- it exposes you to the type of bulk positive randomness that acts as the source of the most exciting, innovative, and impressive activities. Put another way: if you want to stumble into a really cool opportunity, you have to be working on things that are really cool.
- "any project that when explained to someone for the first time is likely to elicit a response of "wow!" - that's the kind of superficial Game Playing that turns me off.
- examples: write a screenplay, create a popular WebLog, Mastery of an interesting/unusual hobby, start an activist movement
- limit to Saturday mornings to avoid the Over Scheduling trap - though if it gets traction and becomes a true Passion then it can become one of your few big time commitments.
Join a Community that exists around an interest of yours, it will help increase odds of it becoming a Deep Interest, plus provide opportunity/Leverage to have real accomplishments. Take on small projects for that community, and follow-through to delivery.
Use the "advice-guide" method to learn about how winners are different from losers in the area of your interest. Do comparative research, then contact a winner directly for confirmation.
Part 2: Law of Focus
- It's hard to aim for this in grades, as it can take a lot of effort just to get to Number 5.
- But on extracurricular activities, this is much easier.
- And even works when you pick an activity without much "competition".
- But it does need to be an activity provider "some market of exceptional ability". Just defining something pointlessly "unusual" to be "best" at won't fool anyone.
- Once you achieve Superstar status in a core activity, you'll accumulate multiple related accomplishments (and because they're related, they don't significantly increase your time commitment). This becomes the "MatthewEffect" of winning even more (Increasing Returns).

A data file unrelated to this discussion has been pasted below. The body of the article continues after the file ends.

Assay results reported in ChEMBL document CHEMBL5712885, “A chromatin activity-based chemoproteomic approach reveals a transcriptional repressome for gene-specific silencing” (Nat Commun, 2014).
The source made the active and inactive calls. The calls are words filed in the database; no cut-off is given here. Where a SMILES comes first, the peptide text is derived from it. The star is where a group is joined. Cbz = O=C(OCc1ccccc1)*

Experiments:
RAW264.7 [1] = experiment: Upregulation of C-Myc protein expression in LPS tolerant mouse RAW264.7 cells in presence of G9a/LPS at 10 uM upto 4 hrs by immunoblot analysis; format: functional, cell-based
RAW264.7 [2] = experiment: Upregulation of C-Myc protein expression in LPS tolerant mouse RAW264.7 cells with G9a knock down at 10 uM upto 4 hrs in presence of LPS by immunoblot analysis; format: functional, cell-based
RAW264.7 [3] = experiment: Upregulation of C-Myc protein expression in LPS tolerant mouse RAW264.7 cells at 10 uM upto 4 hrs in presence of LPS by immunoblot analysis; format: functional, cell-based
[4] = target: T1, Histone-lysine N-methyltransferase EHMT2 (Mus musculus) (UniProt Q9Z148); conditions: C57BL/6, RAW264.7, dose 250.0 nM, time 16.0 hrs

Counter-SignallIng theory: pointless activities are a distraction from your core Story Telling, so even if you do them you shouldn't tell anyone (in the admission process). "Looks desperate."
- start with the Under Scheduling from Part1
- develop a Deep Interest
- become a Super Star at it through Deliberate Practice
- sow lot of project seeds, but only pick the 1-2 most promising to invest significant time moving forward (for students, re-evaluate this at least every semester)
Part 3: The 3 Rules of Innovation
The goal is to focus on an area of achievement that's hard to explain/imagine ("Failed Simulation Effect") not hard to do.
The 3 rules
- innovators don't create innovations from scratch - they develop them over time (from Deep Interest to Focus, etc.)
- innovators join closed communities and pay their dues - develop credibility to gain opportunity
- innovators leverage their way to innovation - start with small projects (Little Bet-s) to increase credibility and explore the space...
- avoid communities with already-established processes/rules for working with students
- deconstruct the innovation path of someone who's already done it (ideally someone just a bit older than yourself)
- seek a "sloganable" project - something that can be summarized in 1 pithy sentence that will trigger the Failed Simulation Effect.